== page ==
Cognition and the Theory of Learning by Doing

37 Pages Posted: 11 Sep 2000

See all articles by W. Bentley MacLeod

W. Bentley MacLeod

Columbia University - Department of Economics; National Bureau of Economic Research (NBER); IZA Institute of Labor Economics

Date Written: April 2000

Abstract

The standard model of utility maximization assumes that individuals make complete contingent plans before making a decision. This paper shows that when the environment is sufficiently complex the optimal rule entails learning by doing rather than contingent planning. An implication of this result is that spill-overs from learning by doing are less than perfect, a hypothesis central to many models of learning by doing, such as Rosen (1972). It is shown that one can derive learning curves that can be fitted to data. The model is also consistent with the observations of behavioral economics, such as Kahneman and Tversky (1979), that in the short run individuals may make biased decisions, though long run behavior is consistent with utility maximization. Finally, the model is applied to Becker (1968)'s deterrence model to show that the optimal amount of monitoring is bounded away from zero.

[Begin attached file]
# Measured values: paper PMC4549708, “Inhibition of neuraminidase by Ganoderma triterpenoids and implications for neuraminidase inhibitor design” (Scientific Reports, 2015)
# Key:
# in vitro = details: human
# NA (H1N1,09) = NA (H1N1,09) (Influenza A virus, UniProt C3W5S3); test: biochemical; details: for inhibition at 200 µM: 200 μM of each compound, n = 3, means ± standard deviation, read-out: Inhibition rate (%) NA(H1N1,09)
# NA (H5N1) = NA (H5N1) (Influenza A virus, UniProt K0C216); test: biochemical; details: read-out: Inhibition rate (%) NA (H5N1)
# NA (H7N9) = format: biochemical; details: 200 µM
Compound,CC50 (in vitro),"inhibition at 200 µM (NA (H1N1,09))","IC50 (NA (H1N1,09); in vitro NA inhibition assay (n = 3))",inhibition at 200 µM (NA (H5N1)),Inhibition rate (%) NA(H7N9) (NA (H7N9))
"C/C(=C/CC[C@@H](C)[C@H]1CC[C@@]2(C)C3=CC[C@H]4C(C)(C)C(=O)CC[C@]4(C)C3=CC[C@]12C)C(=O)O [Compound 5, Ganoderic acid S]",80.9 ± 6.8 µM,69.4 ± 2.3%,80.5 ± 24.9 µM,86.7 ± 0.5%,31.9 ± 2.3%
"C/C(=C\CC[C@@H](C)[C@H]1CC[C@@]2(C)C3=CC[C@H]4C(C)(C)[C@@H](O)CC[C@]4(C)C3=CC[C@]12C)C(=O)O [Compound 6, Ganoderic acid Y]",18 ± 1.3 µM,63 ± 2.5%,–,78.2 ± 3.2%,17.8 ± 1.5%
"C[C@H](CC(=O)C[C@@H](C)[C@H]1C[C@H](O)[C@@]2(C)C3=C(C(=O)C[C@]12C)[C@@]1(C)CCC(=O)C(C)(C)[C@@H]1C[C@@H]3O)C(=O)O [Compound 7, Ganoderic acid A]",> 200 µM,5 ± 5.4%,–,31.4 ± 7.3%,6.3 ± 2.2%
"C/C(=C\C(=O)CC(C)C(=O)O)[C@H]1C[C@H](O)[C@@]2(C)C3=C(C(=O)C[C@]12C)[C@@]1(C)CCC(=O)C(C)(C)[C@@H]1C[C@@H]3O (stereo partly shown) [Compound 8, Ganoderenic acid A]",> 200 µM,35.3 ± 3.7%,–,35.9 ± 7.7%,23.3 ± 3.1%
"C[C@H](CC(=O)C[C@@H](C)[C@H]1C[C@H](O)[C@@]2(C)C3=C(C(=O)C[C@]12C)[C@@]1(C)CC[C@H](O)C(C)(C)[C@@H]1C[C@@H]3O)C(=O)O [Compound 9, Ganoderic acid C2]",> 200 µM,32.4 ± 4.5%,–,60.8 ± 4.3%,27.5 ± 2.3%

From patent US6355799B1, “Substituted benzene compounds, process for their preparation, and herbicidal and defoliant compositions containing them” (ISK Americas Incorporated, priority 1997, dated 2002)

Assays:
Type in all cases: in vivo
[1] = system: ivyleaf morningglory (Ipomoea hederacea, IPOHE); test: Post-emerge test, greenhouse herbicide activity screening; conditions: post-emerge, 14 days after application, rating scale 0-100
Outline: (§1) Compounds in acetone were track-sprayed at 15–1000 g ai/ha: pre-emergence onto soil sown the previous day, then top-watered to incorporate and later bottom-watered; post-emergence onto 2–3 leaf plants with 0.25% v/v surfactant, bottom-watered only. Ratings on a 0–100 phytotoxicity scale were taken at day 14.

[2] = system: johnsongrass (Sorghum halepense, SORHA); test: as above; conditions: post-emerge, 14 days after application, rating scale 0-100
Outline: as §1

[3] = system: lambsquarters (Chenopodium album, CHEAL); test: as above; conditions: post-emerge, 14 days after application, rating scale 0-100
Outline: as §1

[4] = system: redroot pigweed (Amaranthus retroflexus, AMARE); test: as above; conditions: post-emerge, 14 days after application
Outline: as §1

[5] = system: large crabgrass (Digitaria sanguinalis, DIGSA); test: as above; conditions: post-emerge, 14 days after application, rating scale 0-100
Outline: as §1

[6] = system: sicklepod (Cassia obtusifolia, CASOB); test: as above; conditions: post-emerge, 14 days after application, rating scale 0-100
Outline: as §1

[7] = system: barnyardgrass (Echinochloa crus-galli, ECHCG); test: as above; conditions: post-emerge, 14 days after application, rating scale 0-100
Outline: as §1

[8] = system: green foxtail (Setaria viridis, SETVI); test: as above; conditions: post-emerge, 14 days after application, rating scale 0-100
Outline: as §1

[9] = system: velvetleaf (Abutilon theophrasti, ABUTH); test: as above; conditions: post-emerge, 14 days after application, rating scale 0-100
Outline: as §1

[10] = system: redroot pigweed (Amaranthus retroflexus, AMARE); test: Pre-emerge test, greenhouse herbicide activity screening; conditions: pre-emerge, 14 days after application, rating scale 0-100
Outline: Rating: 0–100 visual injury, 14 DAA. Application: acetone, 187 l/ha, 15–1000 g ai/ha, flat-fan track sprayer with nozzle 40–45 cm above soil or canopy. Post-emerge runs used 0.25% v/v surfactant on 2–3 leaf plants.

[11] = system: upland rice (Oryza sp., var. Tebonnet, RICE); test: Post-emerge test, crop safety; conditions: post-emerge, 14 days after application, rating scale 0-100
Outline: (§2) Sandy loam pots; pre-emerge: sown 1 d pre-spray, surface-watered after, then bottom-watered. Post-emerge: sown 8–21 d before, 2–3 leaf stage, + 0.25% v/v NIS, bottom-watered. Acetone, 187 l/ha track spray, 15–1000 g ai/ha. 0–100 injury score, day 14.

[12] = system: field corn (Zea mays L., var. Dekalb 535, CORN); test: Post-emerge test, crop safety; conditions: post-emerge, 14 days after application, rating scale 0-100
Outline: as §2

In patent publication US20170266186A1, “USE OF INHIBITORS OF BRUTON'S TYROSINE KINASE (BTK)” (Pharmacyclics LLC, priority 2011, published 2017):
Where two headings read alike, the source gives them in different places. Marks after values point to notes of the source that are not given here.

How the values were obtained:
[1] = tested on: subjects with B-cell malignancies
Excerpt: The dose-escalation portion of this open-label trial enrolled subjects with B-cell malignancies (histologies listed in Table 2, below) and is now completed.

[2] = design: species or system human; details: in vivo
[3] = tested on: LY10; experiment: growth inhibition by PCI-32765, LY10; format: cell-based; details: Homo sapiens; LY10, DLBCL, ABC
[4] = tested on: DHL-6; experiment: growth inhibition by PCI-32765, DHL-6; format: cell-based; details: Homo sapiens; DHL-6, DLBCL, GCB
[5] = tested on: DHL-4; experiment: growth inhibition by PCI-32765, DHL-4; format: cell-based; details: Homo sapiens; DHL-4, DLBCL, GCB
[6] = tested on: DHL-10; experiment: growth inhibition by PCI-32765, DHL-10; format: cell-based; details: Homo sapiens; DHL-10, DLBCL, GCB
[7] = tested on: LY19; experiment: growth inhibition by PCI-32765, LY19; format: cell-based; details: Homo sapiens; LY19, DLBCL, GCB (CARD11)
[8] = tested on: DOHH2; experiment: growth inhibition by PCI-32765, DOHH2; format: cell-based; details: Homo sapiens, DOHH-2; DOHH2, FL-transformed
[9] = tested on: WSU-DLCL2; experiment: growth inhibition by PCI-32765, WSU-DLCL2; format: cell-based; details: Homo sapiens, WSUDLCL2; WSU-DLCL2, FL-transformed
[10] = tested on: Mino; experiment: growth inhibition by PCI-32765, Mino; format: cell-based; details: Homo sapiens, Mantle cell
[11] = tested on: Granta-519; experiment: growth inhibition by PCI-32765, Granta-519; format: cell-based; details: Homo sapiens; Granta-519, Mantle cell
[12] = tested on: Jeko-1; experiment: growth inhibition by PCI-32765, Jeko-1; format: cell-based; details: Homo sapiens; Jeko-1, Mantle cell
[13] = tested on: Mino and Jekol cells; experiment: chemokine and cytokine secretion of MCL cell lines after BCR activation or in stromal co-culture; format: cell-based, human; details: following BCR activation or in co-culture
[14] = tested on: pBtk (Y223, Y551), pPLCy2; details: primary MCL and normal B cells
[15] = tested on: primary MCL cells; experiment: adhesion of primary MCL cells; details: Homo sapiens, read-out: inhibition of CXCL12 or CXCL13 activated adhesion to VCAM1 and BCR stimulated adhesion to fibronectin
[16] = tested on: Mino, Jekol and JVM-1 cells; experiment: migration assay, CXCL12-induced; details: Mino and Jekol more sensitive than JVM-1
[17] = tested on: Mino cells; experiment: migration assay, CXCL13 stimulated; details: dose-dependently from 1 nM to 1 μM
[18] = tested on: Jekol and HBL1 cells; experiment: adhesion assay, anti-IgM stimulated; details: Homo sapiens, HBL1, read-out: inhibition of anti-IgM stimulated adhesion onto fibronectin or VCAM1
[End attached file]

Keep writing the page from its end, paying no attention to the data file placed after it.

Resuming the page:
Keywords: Decision Theory, Learning by Doing, Incentives

Suggested Citation

MacLeod, William Bentley, Cognition and the Theory of Learning by Doing (April 2000). USC Law School, Olin Research Paper No. 00-11. Available at SSRN: https://ssrn.com/abstract=240506 or http://dx.doi.org/10.2139/ssrn.240506

William Bentley MacLeod (Contact Author)

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IZA Institute of Labor Economics ( email )

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